The torn gasket on the cap can cause a leak. Even if it's not leaking now, I'd replace the cap. It's too cheap to take the chance.
Nonetheless, I stress that things under the hood being hot is not an abnorm al condition and does not necessarily indicate an overheating condition.
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replying to hyundaitech , Alfonso wrote:

I'm in a third world country and scanners are scarce. Your explanation was very enlightening and thanks to you I think I fully understand the cooling system of this vehicle. I confused the pressure valve on the radiator cap for a mechanical thermostat. I have two more questions: Where is the coolant temperature sensor that operated the gauge located? And do you know (or could find out) what its resistance should be at the boiling point of water? Thanks a lot, am gonna start the thermostat, water pump fans test right now. Thanks again
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The engine coolant temperature sensor/sender is located under the ignition coil, either in the side of the cylinder head or in the coolant manifold -- it's been a while since I've replaced one, so I don't remember, and the pi cture I have available isn't clear.
Because of the location, you'll want to test while the engine is cool rathe r than hot.
To test the sensor for the computer, check the resistance between the outer two terminals. The specifications are as follows: -20C 14.13-16.83 Ohm 0C 5.79 Ohm 20C 2.31-2.59 Ohm 40C 1.00-1.30 Ohm 60C 0.57-0.61 Ohm 80C 0.31-0.33 Ohm
Unfortunately, I don't see in the shop manual a specification chart for the sender for the gauge. You'd test at the same sensor, but you'd check the resistance between the middle terminal and the sensor base or engine.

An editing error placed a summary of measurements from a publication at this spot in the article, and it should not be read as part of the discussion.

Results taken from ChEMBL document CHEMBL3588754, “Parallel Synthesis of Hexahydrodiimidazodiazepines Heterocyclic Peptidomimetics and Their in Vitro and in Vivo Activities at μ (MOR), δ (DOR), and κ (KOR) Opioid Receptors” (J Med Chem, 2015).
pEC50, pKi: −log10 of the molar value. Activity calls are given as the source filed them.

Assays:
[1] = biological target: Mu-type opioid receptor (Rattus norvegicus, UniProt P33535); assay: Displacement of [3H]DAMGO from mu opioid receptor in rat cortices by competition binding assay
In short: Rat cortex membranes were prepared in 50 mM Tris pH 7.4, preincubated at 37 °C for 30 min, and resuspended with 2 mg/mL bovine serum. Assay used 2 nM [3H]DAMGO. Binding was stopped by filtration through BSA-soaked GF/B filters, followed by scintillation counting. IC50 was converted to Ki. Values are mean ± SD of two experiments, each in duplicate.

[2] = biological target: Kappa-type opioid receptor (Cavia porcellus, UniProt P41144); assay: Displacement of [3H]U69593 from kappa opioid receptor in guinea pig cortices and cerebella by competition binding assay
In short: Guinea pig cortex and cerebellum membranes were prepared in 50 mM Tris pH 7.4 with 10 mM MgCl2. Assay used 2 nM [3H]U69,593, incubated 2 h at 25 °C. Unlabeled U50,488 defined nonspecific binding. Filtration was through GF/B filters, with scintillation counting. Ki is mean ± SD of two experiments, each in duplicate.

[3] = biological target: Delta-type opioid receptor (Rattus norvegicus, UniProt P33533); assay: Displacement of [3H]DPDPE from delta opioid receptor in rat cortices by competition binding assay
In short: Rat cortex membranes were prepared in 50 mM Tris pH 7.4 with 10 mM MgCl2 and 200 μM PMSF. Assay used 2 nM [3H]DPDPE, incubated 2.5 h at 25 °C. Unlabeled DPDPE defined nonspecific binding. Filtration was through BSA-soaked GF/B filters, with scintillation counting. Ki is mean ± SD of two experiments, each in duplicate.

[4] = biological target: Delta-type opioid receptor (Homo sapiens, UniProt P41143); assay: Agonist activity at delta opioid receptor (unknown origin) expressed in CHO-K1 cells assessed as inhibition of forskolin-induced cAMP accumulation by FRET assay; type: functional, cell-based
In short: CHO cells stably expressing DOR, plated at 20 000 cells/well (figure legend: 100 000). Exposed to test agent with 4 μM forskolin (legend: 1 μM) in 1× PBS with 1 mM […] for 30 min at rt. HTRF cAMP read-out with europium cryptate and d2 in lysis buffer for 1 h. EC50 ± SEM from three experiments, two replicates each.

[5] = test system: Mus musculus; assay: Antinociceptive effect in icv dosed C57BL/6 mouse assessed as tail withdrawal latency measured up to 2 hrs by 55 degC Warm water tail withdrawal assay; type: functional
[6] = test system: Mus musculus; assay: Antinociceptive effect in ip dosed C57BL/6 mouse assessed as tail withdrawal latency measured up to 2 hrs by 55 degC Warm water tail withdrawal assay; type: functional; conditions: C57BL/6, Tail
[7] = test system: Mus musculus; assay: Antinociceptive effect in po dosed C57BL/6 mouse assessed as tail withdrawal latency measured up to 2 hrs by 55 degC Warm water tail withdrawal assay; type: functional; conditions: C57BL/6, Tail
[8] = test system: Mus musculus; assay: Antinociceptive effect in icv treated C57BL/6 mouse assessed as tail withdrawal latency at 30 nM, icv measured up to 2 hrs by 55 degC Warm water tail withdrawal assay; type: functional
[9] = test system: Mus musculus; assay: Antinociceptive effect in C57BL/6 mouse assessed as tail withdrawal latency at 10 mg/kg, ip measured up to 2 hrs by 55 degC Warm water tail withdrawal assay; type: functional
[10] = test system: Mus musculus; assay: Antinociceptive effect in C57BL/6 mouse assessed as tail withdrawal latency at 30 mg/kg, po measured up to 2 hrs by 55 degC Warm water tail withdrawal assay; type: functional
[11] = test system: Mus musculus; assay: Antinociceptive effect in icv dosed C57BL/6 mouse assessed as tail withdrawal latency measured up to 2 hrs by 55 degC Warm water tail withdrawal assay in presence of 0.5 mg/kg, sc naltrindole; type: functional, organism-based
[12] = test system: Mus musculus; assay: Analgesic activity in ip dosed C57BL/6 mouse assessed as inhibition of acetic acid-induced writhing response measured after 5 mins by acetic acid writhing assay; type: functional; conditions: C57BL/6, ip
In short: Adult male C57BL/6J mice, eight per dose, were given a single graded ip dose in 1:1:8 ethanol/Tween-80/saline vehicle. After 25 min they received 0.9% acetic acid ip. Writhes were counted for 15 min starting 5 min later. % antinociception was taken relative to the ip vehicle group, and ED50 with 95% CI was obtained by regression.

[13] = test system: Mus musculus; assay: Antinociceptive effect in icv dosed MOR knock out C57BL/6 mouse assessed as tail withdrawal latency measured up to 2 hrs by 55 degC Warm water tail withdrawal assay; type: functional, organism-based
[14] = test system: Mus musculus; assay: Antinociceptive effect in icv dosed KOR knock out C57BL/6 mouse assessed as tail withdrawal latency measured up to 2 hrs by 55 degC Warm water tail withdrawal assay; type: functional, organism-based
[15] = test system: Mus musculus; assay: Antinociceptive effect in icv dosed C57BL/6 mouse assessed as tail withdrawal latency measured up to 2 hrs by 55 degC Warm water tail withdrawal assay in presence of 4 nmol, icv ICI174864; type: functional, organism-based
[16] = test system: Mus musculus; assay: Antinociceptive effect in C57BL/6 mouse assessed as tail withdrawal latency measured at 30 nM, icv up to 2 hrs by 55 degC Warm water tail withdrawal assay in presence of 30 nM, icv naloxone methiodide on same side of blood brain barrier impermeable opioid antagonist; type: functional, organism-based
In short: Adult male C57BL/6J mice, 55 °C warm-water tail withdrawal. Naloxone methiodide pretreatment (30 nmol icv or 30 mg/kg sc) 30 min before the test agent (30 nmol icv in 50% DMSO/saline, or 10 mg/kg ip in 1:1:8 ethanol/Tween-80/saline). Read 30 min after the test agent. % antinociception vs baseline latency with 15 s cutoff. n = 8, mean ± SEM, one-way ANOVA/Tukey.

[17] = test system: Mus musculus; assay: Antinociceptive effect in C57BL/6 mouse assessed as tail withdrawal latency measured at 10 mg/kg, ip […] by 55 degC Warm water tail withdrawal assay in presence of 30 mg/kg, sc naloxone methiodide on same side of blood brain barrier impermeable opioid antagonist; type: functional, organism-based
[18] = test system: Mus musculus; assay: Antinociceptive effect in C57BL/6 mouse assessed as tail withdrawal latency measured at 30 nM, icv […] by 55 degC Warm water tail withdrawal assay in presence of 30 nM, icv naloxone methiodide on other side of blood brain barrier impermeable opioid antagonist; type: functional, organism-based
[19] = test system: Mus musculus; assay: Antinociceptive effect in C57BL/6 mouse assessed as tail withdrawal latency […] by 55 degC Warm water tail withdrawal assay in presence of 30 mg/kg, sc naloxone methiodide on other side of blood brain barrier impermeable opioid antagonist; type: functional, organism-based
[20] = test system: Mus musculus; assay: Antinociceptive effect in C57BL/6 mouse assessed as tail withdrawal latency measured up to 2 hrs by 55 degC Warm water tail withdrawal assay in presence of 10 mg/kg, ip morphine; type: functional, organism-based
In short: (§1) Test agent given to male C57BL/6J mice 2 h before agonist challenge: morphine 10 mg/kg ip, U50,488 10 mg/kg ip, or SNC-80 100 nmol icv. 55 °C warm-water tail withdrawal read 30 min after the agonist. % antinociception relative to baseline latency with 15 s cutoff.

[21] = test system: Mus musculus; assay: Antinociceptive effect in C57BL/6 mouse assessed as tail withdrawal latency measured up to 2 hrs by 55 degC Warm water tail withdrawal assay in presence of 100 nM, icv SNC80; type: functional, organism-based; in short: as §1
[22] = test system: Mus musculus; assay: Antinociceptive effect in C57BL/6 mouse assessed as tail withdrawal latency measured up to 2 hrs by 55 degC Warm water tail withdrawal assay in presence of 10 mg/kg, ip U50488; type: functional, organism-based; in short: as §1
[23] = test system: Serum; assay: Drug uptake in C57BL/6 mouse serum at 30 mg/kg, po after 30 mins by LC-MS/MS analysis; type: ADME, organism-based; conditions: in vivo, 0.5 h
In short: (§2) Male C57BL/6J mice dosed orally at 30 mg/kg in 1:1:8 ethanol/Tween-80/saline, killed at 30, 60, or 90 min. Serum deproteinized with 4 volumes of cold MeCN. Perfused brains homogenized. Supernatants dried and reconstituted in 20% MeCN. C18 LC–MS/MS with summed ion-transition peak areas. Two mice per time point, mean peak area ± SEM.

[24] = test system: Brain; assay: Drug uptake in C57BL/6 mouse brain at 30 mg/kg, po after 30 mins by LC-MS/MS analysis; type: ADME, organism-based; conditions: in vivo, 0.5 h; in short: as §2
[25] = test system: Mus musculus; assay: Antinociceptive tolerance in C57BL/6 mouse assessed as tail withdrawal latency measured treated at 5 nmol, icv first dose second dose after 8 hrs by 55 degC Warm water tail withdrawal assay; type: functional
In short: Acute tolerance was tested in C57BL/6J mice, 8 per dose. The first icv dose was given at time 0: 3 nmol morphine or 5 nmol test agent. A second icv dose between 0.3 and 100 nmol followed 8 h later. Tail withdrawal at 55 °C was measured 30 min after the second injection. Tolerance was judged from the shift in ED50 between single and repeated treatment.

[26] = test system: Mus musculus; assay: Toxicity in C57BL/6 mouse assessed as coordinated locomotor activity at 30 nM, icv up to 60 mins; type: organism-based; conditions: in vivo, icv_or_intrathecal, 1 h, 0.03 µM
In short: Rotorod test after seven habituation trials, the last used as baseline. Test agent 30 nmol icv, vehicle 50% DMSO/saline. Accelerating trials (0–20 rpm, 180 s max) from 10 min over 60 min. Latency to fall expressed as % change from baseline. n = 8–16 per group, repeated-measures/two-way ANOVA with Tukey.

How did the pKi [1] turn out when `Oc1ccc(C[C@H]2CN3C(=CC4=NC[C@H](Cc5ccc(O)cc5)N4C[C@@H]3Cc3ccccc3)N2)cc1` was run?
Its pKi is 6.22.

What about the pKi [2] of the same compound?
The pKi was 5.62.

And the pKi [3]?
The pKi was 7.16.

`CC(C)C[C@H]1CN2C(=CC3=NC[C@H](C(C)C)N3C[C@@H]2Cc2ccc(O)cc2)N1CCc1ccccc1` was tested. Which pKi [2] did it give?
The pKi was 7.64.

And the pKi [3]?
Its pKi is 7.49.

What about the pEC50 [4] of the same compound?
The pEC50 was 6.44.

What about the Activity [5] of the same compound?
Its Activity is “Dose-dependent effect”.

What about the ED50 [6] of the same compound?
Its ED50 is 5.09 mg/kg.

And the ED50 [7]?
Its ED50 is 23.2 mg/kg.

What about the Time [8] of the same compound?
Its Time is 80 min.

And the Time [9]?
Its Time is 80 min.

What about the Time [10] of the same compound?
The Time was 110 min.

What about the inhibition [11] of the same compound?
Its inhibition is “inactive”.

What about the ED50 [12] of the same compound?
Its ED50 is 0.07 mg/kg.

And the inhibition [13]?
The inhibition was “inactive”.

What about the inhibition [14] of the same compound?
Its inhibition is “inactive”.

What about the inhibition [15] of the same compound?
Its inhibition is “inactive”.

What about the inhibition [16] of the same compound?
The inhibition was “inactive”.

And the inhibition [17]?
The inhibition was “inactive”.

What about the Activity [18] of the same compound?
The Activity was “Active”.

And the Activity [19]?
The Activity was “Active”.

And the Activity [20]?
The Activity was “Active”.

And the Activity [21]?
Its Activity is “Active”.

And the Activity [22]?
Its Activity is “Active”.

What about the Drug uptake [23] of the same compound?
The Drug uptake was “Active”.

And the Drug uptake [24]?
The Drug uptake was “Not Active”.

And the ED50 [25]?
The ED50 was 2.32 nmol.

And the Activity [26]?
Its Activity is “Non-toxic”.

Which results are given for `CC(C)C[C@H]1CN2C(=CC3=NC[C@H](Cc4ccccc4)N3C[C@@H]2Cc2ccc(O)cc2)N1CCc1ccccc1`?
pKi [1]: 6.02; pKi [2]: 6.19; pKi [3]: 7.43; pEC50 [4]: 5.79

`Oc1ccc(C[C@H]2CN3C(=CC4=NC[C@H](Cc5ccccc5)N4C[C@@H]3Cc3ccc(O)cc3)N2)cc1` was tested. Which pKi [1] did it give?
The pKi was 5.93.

You should be able to access the service information at www.hmaservice.com or www.hyundaitechinfo.com once you register with the site.
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replying to hyundaitech , Alfonso wrote:

I did the test you suggested and the fan on the passenger side of the vehicle cycled on and off as you said, I guess this mean that everything is working ok... Do you know where I can get information on an Isuzu C201....I have a generator powered by this engine and it is passing fuel into the base. Some one suggested the injectors but the engine cranks and runs beautifully no smoke, everything seems fine just that it fills the base up with diesel pretty fast.
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Both fans should operate. If only one operates, you should check the fan fuse, relay, and motor for the one not working.
I don't have a source for Isuzu information. But if this engine has a fuel pump driven by the engine (typically camshaft), I'd check to see if fuel is leaking through the pump diaphragm into the crankcase.
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replying to hyundaitech , Alfonso wrote:

fuse, relay, and motor for the one not working.

pump driven by the engine (typically camshaft), I'd check to see if fuel is leaking through the pump diaphragm into the crankcase.
Both fans operate when I put on the AC, should they both cycle off and on with the AC off?